Historically, though they may well have owned country property managed by slaves, city-dwelling Romans had been disparaging of the countryside, considering it simplistic and unworthy of their time. But imperial expansion had made the Roman Empire wealthier than ever before, so when they fell into Augustus’ dictatorship, means and opportunity offered the possibility of leisure time and the wealth to create it (Morris, R.C, The New York Times, September 11th 2008). Romans, at least those who were male and not slaves, had previously been expected to partake in politics and other administrative pursuits so their presence was required in the city. With this requirement over, they had lots of time to fill and no need to remain in the city and so they began to look to the countryside.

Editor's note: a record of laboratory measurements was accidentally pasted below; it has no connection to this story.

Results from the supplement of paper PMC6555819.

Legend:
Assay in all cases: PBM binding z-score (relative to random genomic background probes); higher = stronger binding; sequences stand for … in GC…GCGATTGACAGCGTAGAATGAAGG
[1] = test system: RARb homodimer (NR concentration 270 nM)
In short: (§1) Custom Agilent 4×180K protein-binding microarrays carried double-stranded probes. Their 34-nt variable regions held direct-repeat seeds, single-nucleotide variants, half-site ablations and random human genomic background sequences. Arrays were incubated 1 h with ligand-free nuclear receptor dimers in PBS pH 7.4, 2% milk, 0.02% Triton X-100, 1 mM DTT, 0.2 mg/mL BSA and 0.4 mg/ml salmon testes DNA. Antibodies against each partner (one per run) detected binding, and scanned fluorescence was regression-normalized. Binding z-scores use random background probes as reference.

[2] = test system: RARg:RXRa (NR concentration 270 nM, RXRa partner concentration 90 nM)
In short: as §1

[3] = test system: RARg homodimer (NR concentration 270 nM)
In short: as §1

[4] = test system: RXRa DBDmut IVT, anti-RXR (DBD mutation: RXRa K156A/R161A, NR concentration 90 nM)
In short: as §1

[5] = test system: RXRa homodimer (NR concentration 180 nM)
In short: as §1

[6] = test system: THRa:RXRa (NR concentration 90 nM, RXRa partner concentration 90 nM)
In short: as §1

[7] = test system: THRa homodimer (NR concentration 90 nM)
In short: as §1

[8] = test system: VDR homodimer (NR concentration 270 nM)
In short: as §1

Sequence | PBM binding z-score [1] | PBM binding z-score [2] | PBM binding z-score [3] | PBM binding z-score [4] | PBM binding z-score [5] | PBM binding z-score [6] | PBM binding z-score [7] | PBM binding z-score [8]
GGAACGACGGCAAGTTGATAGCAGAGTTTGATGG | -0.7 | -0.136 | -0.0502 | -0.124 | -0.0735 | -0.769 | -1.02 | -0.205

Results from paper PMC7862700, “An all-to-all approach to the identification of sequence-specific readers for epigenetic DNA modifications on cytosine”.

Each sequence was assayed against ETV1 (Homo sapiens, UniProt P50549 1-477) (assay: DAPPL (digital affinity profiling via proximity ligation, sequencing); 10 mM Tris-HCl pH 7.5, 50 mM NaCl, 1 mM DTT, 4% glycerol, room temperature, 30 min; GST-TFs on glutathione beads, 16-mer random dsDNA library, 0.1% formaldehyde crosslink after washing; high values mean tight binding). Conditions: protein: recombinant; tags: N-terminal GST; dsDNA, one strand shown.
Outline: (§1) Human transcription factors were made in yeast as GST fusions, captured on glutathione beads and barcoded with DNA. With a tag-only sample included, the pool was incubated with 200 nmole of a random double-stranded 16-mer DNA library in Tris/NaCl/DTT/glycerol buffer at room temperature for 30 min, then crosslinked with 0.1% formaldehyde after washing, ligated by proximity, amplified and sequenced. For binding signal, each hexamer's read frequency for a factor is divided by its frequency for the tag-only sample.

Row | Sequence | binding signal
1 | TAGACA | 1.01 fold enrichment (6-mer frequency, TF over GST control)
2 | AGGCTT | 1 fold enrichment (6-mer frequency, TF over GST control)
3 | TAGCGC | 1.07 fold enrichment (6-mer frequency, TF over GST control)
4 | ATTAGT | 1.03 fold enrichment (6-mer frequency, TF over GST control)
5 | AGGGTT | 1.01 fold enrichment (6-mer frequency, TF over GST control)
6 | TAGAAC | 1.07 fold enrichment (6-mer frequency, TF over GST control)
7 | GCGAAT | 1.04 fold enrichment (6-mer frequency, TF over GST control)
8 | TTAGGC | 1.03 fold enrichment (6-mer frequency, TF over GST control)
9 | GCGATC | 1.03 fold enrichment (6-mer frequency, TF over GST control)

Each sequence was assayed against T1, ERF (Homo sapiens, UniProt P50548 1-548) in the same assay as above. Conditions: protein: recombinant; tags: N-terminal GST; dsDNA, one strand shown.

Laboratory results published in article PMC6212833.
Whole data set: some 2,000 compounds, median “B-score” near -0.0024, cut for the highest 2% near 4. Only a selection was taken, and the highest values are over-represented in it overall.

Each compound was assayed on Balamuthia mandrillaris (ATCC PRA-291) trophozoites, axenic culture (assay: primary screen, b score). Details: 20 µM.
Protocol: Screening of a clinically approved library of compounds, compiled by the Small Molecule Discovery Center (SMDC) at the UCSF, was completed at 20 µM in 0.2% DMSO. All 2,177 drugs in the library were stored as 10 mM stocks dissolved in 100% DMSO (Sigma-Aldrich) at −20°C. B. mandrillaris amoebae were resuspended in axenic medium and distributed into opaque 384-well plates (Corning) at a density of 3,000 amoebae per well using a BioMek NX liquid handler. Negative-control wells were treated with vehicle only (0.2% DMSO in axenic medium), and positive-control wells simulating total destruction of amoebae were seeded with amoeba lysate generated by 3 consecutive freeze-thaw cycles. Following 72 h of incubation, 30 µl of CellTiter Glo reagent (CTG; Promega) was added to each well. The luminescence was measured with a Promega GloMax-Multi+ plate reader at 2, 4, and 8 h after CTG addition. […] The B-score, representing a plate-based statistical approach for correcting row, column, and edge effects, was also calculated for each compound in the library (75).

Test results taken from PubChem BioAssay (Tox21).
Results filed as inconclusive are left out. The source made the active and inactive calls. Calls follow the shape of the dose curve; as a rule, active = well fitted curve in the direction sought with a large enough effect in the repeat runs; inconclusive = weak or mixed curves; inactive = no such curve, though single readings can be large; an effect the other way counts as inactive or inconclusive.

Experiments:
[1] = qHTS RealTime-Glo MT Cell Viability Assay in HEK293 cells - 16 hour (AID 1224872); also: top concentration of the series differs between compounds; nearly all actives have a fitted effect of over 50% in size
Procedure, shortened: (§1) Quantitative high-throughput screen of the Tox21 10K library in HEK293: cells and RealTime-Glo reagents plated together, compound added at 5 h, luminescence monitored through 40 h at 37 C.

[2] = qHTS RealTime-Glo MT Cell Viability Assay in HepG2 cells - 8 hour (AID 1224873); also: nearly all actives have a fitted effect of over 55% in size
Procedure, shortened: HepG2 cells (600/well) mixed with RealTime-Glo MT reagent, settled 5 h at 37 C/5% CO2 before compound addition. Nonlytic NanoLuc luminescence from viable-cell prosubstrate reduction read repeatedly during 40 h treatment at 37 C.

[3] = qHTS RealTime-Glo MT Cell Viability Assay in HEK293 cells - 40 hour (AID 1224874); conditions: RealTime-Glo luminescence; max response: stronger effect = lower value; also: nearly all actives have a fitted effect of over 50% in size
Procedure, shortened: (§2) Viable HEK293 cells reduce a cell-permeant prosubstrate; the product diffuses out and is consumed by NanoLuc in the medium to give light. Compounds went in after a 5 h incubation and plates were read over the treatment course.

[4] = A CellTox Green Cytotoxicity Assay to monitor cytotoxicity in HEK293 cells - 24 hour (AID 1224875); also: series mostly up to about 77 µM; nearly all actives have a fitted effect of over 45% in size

Pliny the Younger, a celebrated lawyer and writer, describes his own villa at Laurentine as a breathtaking place, beautifully and harmoniously built to fully enjoy, for example, the ‘sun on both’ aspects, the ‘woods beyond’, with the sea ‘so near’. Great care was taken in the design and planning of the villa, and Pliny describes this all in elaborate, minute detail in his letters, writing of the hall which is ‘unpretentious, but not without dignity’ and ‘a room built in an apse to let in the sun as it moves round and shines in each window in turn’; indeed a whole suite of rooms and libraries and dining rooms and atriums. (Pliny the Younger, in James, 2008, p.91-93). This grandness is indicative of the regard in which Pliny, held the pursuit of philosophical and intellectual endeavours in their leisure time. He describes very carefully the beautifully designed gardens and covered arcades where the ‘atmosphere is never heavy with stale air’, and the extension with the carefully constructed studies and libraries; the perfect therapeutic atmosphere for his physical and mental well-being. He speaks of the escapism provided by his villa, the ‘profound peace and seclusion’ which makes ‘[him] feel as if [he has] left [his] house altogether.’ This description of simple tranquillity could be seen as corroborating the Epicurean view of leisure as the pursuit of simple pleasures. However, when considering the sheer size and scale of the building he describes, there is nothing simple about it; there is nothing simple about a ‘suite of rooms […] with the terrace on one side, the sea on the other, and the sun on both.’ (ibid.) Indeed, the descriptions call to mind images of grand Grecian buildings, which were imposing and magisterial but never simple. Roderick Conway Morris alludes to similar magniloquence, saying the ‘Colonnaded courtyards’ Pliny describes were ‘inspired by Greek and public and institutional architecture’ ( The New York Times, September 11th 2008). It is important to interrogate Pliny’s motives when examining his extensive record as evidence: his letters were written for publication, and no doubt were polished to give the best possible impression, so their reliability cannot be said to be unimpeachable. Morris also describes the painted landscapes and mosaic floors that were characteristic of Roman Villa architecture, which are discussed further below.